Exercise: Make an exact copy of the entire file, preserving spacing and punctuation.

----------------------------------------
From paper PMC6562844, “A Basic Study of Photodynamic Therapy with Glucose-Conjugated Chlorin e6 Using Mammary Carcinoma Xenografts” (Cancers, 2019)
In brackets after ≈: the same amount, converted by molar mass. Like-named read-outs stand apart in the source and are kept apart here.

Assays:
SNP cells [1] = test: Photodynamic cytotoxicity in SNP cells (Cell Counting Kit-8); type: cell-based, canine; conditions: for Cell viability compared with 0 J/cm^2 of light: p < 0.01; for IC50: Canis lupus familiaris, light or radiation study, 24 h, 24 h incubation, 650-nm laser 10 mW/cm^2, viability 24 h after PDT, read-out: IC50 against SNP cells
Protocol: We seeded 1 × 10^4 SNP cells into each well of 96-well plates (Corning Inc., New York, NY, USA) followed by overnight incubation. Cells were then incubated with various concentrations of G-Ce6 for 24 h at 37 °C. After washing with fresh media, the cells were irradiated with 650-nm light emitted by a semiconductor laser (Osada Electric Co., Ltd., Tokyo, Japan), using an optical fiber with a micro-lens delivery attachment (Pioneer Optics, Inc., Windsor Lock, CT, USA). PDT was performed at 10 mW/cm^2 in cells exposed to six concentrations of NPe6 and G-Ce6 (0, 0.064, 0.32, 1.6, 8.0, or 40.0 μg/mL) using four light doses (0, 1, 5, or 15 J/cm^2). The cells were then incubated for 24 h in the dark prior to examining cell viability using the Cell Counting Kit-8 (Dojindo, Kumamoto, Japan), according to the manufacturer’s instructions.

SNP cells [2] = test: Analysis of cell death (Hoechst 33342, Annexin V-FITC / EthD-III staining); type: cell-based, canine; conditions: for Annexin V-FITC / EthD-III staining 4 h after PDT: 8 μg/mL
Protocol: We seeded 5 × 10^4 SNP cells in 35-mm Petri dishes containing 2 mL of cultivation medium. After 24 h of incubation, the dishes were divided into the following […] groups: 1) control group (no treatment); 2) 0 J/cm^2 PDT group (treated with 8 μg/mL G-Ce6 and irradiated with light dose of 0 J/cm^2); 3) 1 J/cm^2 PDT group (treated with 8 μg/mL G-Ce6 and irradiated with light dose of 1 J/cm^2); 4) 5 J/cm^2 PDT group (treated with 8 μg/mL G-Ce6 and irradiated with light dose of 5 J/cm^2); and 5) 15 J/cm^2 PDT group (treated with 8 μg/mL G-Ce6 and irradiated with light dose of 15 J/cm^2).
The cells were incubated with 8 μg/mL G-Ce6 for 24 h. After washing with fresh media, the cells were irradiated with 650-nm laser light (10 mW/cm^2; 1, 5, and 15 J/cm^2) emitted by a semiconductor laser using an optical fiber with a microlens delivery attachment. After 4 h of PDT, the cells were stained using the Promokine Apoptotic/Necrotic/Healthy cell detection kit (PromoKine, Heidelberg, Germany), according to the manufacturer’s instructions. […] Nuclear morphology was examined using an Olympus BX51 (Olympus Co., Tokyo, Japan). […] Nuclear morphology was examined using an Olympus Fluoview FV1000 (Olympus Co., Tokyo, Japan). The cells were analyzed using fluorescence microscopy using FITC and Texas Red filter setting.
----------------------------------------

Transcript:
From paper PMC6562844, “A Basic Study of Photodynamic Therapy with Glucose-Conjugated Chlorin e6 Using Mammary Carcinoma Xenografts” (Cancers, 2019)
In brackets after ≈: the same amount, converted by molar mass. Like-named read-outs stand apart in the source and are kept apart here.

Assays:
SNP cells [1] = test: Photodynamic cytotoxicity in SNP cells (Cell Counting Kit-8); type: cell-based, canine; conditions: for Cell viability compared with 0 J/cm^2 of light: p < 0.01; for IC50: Canis lupus familiaris, light or radiation study, 24 h, 24 h incubation, 650-nm laser 10 mW/cm^2, viability 24 h after PDT, read-out: IC50 against SNP cells
Protocol: We seeded 1 × 10^4 SNP cells into each well of 96-well plates (Corning Inc., New York, NY, USA) followed by overnight incubation. Cells were then incubated with various concentrations of G-Ce6 for 24 h at 37 °C. After washing with fresh media, the cells were irradiated with 650-nm light emitted by a semiconductor laser (Osada Electric Co., Ltd., Tokyo, Japan), using an optical fiber with a micro-lens delivery attachment (Pioneer Optics, Inc., Windsor Lock, CT, USA). PDT was performed at 10 mW/cm^2 in cells exposed to six concentrations of NPe6 and G-Ce6 (0, 0.064, 0.32, 1.6, 8.0, or 40.0 μg/mL) using four light doses (0, 1, 5, or 15 J/cm^2). The cells were then incubated for 24 h in the dark prior to examining cell viability using the Cell Counting Kit-8 (Dojindo, Kumamoto, Japan), according to the manufacturer’s instructions.

SNP cells [2] = test: Analysis of cell death (Hoechst 33342, Annexin V-FITC / EthD-III staining); type: cell-based, canine; conditions: for Annexin V-FITC / EthD-III staining 4 h after PDT: 8 μg/mL
Protocol: We seeded 5 × 10^4 SNP cells in 35-mm Petri dishes containing 2 mL of cultivation medium. After 24 h of incubation, the dishes were divided into the following […] groups: 1) control group (no treatment); 2) 0 J/cm^2 PDT group (treated with 8 μg/mL G-Ce6 and irradiated with light dose of 0 J/cm^2); 3) 1 J/cm^2 PDT group (treated with 8 μg/mL G-Ce6 and irradiated with light dose of 1 J/cm^2); 4) 5 J/cm^2 PDT group (treated with 8 μg/mL G-Ce6 and irradiated with light dose of 5 J/cm^2); and 5) 15 J/cm^2 PDT group (treated with 8 μg/mL G-Ce6 and irradiated with light dose of 15 J/cm^2).
The cells were incubated with 8 μg/mL G-Ce6 for 24 h. After washing with fresh media, the cells were irradiated with 650-nm laser light (10 mW/cm^2; 1, 5, and 15 J/cm^2) emitted by a semiconductor laser using an optical fiber with a microlens delivery attachment. After 4 h of PDT, the cells were stained using the Promokine Apoptotic/Necrotic/Healthy cell detection kit (PromoKine, Heidelberg, Germany), according to the manufacturer’s instructions. […] Nuclear morphology was examined using an Olympus BX51 (Olympus Co., Tokyo, Japan). […] Nuclear morphology was examined using an Olympus Fluoview FV1000 (Olympus Co., Tokyo, Japan). The cells were analyzed using fluorescence microscopy using FITC and Texas Red filter setting.